Premenstrual Syndrome is a reoccurring condition that affects women during the one to two weeks before menstruation begins (the luteal phase) and disappears at the end of a full flow of menses. During the entire menstrual cycle female hormone levels (estrogen, progesterone, prolactin, etc.) are constantly in flux as the body prepares the uterus and the other female organs for a fertilized egg. Abnormalities in any of these areas or in any of the areas that regulate the release of these hormones can cause PMS and/or other menstrual problems.
PMS can also be caused or aggravated by stress, genetics (PMS is more likely in a woman whose mother had PMS), age (women in their thirties and forties are more likely to experience PMS than younger women), the number of children a woman has had (women with more children are more likely to suffer from PMS than women with fewer children), alcohol, sugar and caffeine intake, and hypothyroidism and depression. And, as with most things, PMS can be affected by the amount of exercise you get and by diet. Studies have shown that women who exercise regularly are less susceptible to negative moods and experience fewer and less severe physical PMS symptoms than women who do not exercise or who exercise infrequently.
Proper nutrition also plays a vital part in combating and eliminating premenstrual syndrome. According to Doctor Guy Abraham, “nutrition is the single most important factor in whether or not a woman will have PMS. This is why we see so much PMS among women in their thirties. Most of them have been pregnant, which has depleted their bodies of nutrients, so they’re more likely to be deficient in the B vitamins and magnesium.” [From: Healing with Vitamins, By the editors of Prevention Health Books, Rodale Press, Inc., Emmaus, Pennsylvania, 1996, “Premenstrual Syndrome,” p. 460]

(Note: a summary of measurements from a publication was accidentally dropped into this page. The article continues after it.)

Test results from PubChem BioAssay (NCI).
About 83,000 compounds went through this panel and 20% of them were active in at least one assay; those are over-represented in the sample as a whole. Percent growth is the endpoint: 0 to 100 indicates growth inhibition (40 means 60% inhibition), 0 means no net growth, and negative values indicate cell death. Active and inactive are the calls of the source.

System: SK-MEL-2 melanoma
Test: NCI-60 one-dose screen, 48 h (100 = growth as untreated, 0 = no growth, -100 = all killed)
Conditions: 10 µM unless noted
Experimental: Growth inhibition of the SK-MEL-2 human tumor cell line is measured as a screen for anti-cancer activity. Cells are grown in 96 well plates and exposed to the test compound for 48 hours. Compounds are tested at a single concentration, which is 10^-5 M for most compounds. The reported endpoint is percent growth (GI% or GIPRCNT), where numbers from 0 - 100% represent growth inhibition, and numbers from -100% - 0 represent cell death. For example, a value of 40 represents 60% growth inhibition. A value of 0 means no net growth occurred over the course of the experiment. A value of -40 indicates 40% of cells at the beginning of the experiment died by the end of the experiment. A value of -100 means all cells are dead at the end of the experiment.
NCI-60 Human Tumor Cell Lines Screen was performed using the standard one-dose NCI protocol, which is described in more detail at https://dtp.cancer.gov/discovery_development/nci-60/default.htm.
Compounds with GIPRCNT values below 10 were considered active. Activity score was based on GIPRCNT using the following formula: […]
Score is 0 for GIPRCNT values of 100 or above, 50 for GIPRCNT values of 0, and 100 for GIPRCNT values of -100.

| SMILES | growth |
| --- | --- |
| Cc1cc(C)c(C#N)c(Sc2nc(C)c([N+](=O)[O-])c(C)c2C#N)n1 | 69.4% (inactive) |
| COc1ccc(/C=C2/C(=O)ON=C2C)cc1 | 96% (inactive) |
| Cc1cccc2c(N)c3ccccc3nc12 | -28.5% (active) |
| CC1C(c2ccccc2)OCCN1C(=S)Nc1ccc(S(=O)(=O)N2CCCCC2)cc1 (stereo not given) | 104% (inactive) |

Calcium is also very important for the woman who suffers from PMS. One study in which women took 1200 mg of calcium daily showed a 50% reduction in PMS symptoms after three months. Another study showed that women who are most likely to suffer from PMS consumed 62% more refined carbohydrates, 275% more refined sugar, 79% more dairy products, 78% more sodium, 53% less iron, 77% less manganese, and 53% less zinc than those who practiced the “Standard American Diet,” which in and of itself is far from the ideal diet.
Premenstrual Dysphoric Disorder (PMDD) is a severe form of PMS that affects 3% to 8% of all women. To diagnosis this disease a woman must suffer from at least five symptoms of depression listed below:
- Feelings of sadness or hopelessness,
- Possible suicidal thoughts,
- Tension or anxiety,
- Mood swings marked by periods of crying,
- Persistent irritability or anger that affects other people,
- Disinterest in daily activities and relationships,
- Trouble concentrating,
- Fatigue or low energy,
- Food cravings or bingeing,
- Sleep disturbances,
- Feeling out of control, and
- Unordinary physical symptoms during the majority of her periods and must become worse a week or so before the period begins and disappear shortly after the period ends.
To diagnosis Premenstrual Syndrome and to rule out the possibility of a mood disorder or another disease with similar symptoms there must be at least a week during the first part of the menstrual cycle that is symptom free. To determine this, your doctor will probably ask you to keep track of when your symptoms occur.
PMS and PMDD can increase a woman’s risk of major and minor depression and other mental problems. Women with migraines will often get them during PMS while women who suffer from asthma have a higher risk of an asthma attack during PMS. The fluctuating estrogen and progesterone levels during PMS can also affect insulin levels which can affect women with diabetes.
I hope this reading will make the family of the girl a little considerate for her and be patient with her and blame it all on the PMS not the person suffering from it. My request to you, please make your family read it and understand what you go through…